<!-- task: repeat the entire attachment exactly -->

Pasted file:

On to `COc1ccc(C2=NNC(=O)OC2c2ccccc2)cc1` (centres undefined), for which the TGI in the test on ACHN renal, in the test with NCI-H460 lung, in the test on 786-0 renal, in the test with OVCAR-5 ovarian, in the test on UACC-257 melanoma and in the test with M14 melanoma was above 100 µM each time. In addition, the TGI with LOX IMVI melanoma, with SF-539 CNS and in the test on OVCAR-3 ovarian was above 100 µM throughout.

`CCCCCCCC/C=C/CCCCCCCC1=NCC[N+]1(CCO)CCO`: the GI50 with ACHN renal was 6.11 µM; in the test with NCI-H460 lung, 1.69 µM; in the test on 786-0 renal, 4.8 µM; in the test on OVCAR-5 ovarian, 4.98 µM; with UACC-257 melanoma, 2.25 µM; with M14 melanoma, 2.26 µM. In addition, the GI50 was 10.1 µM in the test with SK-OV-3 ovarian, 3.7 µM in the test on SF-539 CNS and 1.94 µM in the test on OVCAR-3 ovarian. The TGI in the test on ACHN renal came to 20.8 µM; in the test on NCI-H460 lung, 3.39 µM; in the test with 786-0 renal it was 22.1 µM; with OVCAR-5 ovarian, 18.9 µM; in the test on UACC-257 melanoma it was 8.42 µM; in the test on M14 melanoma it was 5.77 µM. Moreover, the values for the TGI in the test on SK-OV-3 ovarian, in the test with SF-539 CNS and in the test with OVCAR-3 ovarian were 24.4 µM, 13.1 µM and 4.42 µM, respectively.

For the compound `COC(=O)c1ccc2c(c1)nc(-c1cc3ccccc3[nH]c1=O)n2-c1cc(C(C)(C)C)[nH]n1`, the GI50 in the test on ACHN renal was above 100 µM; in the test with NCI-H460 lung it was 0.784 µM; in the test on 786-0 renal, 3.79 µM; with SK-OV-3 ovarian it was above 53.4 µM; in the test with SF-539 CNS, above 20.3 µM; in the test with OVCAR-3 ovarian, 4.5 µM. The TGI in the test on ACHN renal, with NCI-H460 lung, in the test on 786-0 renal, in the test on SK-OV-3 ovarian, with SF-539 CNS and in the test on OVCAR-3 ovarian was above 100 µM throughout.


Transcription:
On to `COc1ccc(C2=NNC(=O)OC2c2ccccc2)cc1` (centres undefined), for which the TGI in the test on ACHN renal, in the test with NCI-H460 lung, in the test on 786-0 renal, in the test with OVCAR-5 ovarian, in the test on UACC-257 melanoma and in the test with M14 melanoma was above 100 µM each time. In addition, the TGI with LOX IMVI melanoma, with SF-539 CNS and in the test on OVCAR-3 ovarian was above 100 µM throughout.

`CCCCCCCC/C=C/CCCCCCCC1=NCC[N+]1(CCO)CCO`: the GI50 with ACHN renal was 6.11 µM; in the test with NCI-H460 lung, 1.69 µM; in the test on 786-0 renal, 4.8 µM; in the test on OVCAR-5 ovarian, 4.98 µM; with UACC-257 melanoma, 2.25 µM; with M14 melanoma, 2.26 µM. In addition, the GI50 was 10.1 µM in the test with SK-OV-3 ovarian, 3.7 µM in the test on SF-539 CNS and 1.94 µM in the test on OVCAR-3 ovarian. The TGI in the test on ACHN renal came to 20.8 µM; in the test on NCI-H460 lung, 3.39 µM; in the test with 786-0 renal it was 22.1 µM; with OVCAR-5 ovarian, 18.9 µM; in the test on UACC-257 melanoma it was 8.42 µM; in the test on M14 melanoma it was 5.77 µM. Moreover, the values for the TGI in the test on SK-OV-3 ovarian, in the test with SF-539 CNS and in the test with OVCAR-3 ovarian were 24.4 µM, 13.1 µM and 4.42 µM, respectively.

For the compound `COC(=O)c1ccc2c(c1)nc(-c1cc3ccccc3[nH]c1=O)n2-c1cc(C(C)(C)C)[nH]n1`, the GI50 in the test on ACHN renal was above 100 µM; in the test with NCI-H460 lung it was 0.784 µM; in the test on 786-0 renal, 3.79 µM; with SK-OV-3 ovarian it was above 53.4 µM; in the test with SF-539 CNS, above 20.3 µM; in the test with OVCAR-3 ovarian, 4.5 µM. The TGI in the test on ACHN renal, with NCI-H460 lung, in the test on 786-0 renal, in the test on SK-OV-3 ovarian, with SF-539 CNS and in the test on OVCAR-3 ovarian was above 100 µM throughout.